A 20 Year Old Energy Efficient House Goes to Net Zero in Florida
Steve Larson, a builder and home energy rater in Florida, recently sent me an email with his energy bills for February through July of this year. When you subtract out the monthly service charges, he paid only $5.35 for electricity during those six months. That's right — less than a dollar a month for electricty...and then $9.88 a month for the service charge. "Saving energy has been my passion for a long time," Larson wrote. Since he added the solar electric system to the house in 2008, producing it has become a passion, too.
He didn't start with a net zero energy home, which has enough onsite power production to offset the energy consumption, but he did start with a mighty efficient one. Larson built the house in 1991-92 (sounds almost like my green home building project, 2001-03). Here are some of the spec's that make it so energy efficient:
- 2144 square feet of conditioned floor area
- Walls: R-19 fiberglass batt cavity insulation with R-3 continuous foamboard on the outside
- Advanced framing: 2x6 studs 24" on center with insulated corners and T-walls (intersections)
- Ceiling: ~R-50 insulation (~R-30 blown fiberglass on top of R-19 fiberglass batts)
- Windows: none on West side, only one on East side, South-facing windows shaded by 6' porch
- 18 SEER 3 ton air conditioner
- Air leakage: 3.4 ACH50
- Duct leakage: 2.7 cfm25 per 100 square feet of conditioned floor area
- Water heaing: solar
- Orientation: long axis along East-West line
If you have a feel for those numbers, you can tell it's a pretty good house. Without the photovoltaic modules, the HERS Index for this house is 65. Remember - this house was built 20 years ago! A HERS Index of 65 means it's 35% more efficient than the same home built to the 2006 International Energy Conservation Code (IECC), so it was 35% better than a code that came 15 years after the house was built!
In 2008, Larson added a 5 kilowatt (kW) photovoltaic (PV) system to the house. That didn't take them all the way to net zero, though because he also has a huge garage and air-conditioned shop. So he added a second 5 kW system in 2010, and that got them to where they are today, paying an electricity bill that's just $9.88 per month in service charges and rarely any charge for actual net electricity consumption.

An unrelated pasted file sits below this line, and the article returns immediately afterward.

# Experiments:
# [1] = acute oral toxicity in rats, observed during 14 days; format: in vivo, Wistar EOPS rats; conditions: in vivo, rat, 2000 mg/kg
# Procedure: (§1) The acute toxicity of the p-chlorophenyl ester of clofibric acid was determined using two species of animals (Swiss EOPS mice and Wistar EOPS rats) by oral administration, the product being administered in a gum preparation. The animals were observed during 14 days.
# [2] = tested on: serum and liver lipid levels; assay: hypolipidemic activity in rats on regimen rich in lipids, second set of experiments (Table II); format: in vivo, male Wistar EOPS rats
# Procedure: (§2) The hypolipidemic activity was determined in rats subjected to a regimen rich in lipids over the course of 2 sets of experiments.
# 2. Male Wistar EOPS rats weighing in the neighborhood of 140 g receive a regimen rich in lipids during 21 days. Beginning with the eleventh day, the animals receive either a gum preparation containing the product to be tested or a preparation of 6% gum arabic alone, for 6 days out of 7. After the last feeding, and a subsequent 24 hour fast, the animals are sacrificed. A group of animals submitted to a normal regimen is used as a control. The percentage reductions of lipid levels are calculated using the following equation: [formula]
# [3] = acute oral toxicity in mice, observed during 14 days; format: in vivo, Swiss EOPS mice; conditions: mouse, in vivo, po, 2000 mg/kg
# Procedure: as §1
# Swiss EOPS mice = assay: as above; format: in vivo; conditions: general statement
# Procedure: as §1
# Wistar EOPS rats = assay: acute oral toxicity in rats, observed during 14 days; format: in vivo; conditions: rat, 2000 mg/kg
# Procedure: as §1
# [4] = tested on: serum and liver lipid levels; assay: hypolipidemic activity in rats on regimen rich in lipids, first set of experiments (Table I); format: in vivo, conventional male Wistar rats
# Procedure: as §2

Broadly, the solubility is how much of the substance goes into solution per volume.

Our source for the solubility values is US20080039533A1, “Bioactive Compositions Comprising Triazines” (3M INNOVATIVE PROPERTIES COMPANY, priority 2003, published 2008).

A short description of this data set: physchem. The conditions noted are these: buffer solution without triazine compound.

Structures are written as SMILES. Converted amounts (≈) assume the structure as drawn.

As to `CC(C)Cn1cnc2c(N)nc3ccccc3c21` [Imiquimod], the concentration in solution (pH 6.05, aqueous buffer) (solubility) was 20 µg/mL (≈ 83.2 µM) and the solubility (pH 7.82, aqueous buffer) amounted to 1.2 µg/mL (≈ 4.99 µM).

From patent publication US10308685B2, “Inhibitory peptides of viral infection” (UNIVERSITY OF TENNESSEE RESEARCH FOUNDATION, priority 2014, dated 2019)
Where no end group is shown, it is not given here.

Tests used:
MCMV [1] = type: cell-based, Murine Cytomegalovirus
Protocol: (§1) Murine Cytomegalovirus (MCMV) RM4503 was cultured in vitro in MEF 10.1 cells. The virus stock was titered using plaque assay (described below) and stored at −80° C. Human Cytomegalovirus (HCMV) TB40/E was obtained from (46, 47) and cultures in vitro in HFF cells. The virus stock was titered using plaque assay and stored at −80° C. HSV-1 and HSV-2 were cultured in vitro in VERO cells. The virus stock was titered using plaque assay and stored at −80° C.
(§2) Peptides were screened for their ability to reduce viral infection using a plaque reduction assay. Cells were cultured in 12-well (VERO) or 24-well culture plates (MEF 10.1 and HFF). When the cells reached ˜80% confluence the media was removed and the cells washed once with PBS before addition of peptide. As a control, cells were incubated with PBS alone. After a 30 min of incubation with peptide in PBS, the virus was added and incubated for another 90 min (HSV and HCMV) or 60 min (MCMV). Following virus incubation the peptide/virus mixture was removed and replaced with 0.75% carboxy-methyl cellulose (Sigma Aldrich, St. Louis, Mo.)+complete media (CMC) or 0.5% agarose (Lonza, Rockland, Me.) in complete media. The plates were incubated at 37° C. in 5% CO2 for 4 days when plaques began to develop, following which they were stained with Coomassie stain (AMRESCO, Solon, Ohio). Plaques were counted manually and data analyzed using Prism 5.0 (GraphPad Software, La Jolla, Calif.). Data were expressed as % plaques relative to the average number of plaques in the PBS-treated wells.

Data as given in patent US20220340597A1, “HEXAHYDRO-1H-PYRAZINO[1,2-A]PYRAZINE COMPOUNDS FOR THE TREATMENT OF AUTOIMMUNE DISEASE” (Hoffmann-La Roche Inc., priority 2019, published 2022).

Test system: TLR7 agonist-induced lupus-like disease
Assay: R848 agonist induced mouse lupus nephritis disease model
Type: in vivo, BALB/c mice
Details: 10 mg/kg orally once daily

In case you're wondering, the first 5 kW PV system cost $40 thousand, and they got $23 thousand dollars in federal, state, and utility tax credits and rebates. $20 thousand of the incentives came from the state of Florida. The second 5 kW system cost only $28 thousand dollars, a 30% drop in just two years.
The HERS Index of the home including the energy production from the solar modules is an impressive -14. A HERS Index of zero means that the home produces just as much energy as it uses, no more and no less. According to the HERS Index, their home exceeds the net zero energy threshold. "It has been a very comfortable home to live in for the last 20+ years, but the $9.88 electric bills have us in a very nice position. My wife is a very happy camper," said Larson.
According to the elecricity bills he sent me, Larson's electricity usage is generally in the range of 500 to nearly 1000 kilowatt-hours, mostly toward the lower end. Some months they produce more electricity than they use, as you see in the meter readings to the left, and other months they use more than they produce. The snippet at left is from their May electricity bill, showing that they used 490 kWh that month while producing 965 kWh. They generally run a surplus, as you can see in the bottom number, which is the running total of their electricity production versus consumption.
Steve and his wife are helping to make Florida's nickname—the Sunshine State—true in more ways than one. "We are pretty happy how far out in front of the running of the bulls we are," Steve said. Of course, someone who's been a HERS rater since 1994 is used to being out in front.
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